When you’re in the middle of writing a novel or compiling a poetry collection or some other big project, it can be easy to forget the end goal. One way to maintain your momentum is to remind yourself what will or might happen when it’s completed.
Try creating something that represents your aim, like a mock cover for the finished volume. Or find a trophy, even if it’s made of cheap plastic, and label it something like [Your name] – Forward Prize – 2017. Or even write the speech you plan to give at your first launch.
Now leave the artefact in a place you’ll see it every day, and that’ll remind you what you’re working toward. It’s not simply words on a page, but something people will buy and possibly admire.
Ye gods! I knew I was living under a rock with LiveJournal, yet I didn’t realise the exact extent until other users started hitting the Like button. I’m unaccustomed to such a response, and I much appreciate it.
I chose WordPress over sites such as Blogger because I have a couple of friends here already. Even the range of basic features are bewildering; when I typed Like button in the previous paragraph, it gave me a Wikipedia link to the Like button page. After a little more kicking the tyres, I’m sure I’ll soon crawl into the 21st century.
Today I’m talking about endings. I recently read two short story anthologies by the same publisher: one from 2011, the other from this year. It struck me that a high number of the pieces in both of these did not have a proper ending, in fact the editor seemed to prefer this style. In some cases, the author would conclude with a limp or vague paragraph. In other cases, it would simply stop, leaving me checking for a missing page and in a couple of cases, asking, “And?” out loud.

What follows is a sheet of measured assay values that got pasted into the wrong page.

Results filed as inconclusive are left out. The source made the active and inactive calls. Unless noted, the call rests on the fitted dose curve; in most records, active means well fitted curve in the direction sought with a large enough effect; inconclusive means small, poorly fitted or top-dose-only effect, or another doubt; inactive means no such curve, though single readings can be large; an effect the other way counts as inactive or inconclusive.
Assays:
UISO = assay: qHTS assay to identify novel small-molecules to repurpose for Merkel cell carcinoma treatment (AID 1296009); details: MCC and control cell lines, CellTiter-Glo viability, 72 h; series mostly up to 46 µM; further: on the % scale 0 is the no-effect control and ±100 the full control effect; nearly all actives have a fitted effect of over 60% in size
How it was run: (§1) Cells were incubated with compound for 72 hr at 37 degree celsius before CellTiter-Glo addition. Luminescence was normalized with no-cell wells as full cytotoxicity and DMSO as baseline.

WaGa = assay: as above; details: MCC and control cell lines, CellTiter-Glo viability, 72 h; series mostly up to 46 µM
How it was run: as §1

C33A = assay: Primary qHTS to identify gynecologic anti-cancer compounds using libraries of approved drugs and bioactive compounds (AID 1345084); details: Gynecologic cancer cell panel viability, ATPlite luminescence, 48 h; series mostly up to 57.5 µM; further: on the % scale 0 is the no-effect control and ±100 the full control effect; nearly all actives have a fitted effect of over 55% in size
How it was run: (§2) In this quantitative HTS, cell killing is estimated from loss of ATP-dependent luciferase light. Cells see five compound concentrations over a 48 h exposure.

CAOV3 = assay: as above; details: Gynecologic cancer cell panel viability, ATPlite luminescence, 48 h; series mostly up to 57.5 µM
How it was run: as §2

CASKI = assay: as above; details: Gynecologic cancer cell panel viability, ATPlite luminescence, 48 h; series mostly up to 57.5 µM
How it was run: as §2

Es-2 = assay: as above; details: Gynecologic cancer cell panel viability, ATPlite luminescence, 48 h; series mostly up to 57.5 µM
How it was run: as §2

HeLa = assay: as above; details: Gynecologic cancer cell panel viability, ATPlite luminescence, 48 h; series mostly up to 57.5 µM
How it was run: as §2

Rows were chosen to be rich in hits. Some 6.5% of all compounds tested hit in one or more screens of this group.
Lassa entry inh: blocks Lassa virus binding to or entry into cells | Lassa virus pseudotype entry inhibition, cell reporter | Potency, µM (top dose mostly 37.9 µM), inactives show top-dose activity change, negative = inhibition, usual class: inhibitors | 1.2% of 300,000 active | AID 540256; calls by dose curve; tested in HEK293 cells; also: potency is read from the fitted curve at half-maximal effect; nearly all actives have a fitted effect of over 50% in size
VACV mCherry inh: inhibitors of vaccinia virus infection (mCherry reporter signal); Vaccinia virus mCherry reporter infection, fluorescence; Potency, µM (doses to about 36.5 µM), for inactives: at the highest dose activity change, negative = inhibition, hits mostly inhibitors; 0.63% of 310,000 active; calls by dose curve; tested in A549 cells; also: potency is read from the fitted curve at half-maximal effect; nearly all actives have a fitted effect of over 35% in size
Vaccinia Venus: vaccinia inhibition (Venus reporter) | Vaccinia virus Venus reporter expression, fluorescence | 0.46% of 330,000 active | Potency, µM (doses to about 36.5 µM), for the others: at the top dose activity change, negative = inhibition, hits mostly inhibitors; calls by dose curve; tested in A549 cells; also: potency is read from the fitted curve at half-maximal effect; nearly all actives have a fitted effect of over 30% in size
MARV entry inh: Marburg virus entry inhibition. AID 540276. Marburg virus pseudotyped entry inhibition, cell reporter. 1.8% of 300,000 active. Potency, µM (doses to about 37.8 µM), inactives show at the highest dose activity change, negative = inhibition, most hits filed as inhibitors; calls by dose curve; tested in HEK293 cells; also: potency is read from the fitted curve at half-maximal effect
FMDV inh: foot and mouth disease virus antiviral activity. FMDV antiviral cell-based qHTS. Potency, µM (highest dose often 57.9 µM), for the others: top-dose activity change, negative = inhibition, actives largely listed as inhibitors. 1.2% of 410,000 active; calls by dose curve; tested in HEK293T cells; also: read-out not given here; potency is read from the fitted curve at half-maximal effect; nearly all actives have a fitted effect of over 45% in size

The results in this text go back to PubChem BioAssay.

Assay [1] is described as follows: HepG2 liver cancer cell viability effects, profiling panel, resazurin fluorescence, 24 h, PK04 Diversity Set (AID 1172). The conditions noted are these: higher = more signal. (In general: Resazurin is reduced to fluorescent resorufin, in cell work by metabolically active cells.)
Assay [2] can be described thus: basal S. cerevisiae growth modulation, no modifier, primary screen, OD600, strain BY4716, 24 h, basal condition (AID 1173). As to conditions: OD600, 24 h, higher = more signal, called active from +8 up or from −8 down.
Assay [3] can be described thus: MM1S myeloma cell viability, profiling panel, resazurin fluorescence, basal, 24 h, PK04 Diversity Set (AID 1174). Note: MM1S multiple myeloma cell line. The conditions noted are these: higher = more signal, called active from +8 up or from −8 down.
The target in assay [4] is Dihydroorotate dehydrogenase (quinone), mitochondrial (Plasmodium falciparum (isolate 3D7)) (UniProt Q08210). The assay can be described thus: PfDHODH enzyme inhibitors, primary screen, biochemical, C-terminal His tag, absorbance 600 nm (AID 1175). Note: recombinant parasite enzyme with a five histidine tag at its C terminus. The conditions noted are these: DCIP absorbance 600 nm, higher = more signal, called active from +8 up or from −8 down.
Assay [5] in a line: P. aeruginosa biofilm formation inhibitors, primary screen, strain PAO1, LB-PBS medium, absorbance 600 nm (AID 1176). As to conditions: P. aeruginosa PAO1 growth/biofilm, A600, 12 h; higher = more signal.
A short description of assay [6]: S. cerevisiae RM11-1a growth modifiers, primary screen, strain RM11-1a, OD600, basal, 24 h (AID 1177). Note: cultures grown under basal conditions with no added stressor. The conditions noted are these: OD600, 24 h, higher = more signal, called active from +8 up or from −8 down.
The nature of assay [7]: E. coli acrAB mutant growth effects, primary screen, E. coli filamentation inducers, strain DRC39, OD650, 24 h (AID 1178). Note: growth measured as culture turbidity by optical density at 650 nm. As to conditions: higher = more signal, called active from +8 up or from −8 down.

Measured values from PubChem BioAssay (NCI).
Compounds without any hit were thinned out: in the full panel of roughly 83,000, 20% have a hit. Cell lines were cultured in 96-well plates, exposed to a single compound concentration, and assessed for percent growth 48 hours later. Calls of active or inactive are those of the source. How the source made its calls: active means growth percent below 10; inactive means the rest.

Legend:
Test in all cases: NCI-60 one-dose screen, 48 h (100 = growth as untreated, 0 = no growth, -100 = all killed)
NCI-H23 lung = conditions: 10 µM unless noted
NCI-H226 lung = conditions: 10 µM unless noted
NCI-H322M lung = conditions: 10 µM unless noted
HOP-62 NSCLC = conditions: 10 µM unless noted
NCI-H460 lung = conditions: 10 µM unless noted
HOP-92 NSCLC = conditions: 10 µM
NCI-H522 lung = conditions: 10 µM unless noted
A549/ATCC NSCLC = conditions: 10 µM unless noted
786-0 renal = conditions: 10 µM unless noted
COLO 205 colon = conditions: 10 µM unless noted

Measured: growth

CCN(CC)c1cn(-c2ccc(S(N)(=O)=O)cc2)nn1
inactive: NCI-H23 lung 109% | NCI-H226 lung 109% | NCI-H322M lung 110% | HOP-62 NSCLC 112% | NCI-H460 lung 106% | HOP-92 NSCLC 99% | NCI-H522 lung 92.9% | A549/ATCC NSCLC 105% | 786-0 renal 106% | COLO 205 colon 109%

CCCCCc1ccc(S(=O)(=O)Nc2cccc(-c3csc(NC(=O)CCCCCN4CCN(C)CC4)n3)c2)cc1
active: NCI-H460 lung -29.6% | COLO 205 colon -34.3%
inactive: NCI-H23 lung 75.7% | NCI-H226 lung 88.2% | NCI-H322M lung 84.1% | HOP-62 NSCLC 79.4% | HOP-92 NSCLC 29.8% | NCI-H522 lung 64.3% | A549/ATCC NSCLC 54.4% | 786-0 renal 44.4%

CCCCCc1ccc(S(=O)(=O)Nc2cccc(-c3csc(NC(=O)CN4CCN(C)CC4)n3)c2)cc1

It was disappointing rather than annoying because a lot of the stories in the anthology contained great ideas that were let down by their execution.
I try to give my stories a twist ending, or at least a clear marker the reader has reached the end. I don’t always manage, however. I recently received a rejection from a publisher looking for funny stories because, “… the ending lacked a good punch line.” To me, a rounded ending is important in a short story. Even if the reader is meant to be left in some doubt, there ought to be enough clues or information in the body of the story to narrow it down to two or three possible options about what might happen next.
One important exception, however, is autobiographical writing. I’m going to come back to this in more detail on Monday. For purely fictional writing, however, an ending is king.
I was going to leave it until Monday to post about the Not the Booker Prize run by The Guardian, but the deadline is midnight on Sunday.
In my last entry, I mentioned my writing sensei Zöe Venditozzi. Her novel has been shortlisted, and I encourage you to click on the photo above and vote for it before the deadline of midnight on Sunday.
That’s not just because I know her, but because it’s a cracking character-driven piece from a début novelist, featuring alongside established authors Neil Gaiman and Kate Atkinson. It also happens to feature a chap with my very initials who happens to volunteer at hospital radio, just as I do.
To cast your nomination, you’ll need to create a Guardian account and write a short review in the comments. As the paper says, Comment is free, and so is your vote.